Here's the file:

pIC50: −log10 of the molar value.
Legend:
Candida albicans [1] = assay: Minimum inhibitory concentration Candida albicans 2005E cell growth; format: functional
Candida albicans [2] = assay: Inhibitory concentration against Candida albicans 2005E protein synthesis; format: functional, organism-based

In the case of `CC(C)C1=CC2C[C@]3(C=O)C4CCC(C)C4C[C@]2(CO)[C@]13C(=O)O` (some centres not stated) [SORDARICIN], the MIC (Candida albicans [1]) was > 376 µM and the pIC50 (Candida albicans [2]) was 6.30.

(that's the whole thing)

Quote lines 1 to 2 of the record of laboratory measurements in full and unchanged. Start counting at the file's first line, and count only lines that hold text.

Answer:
pIC50: −log10 of the molar value.
Legend: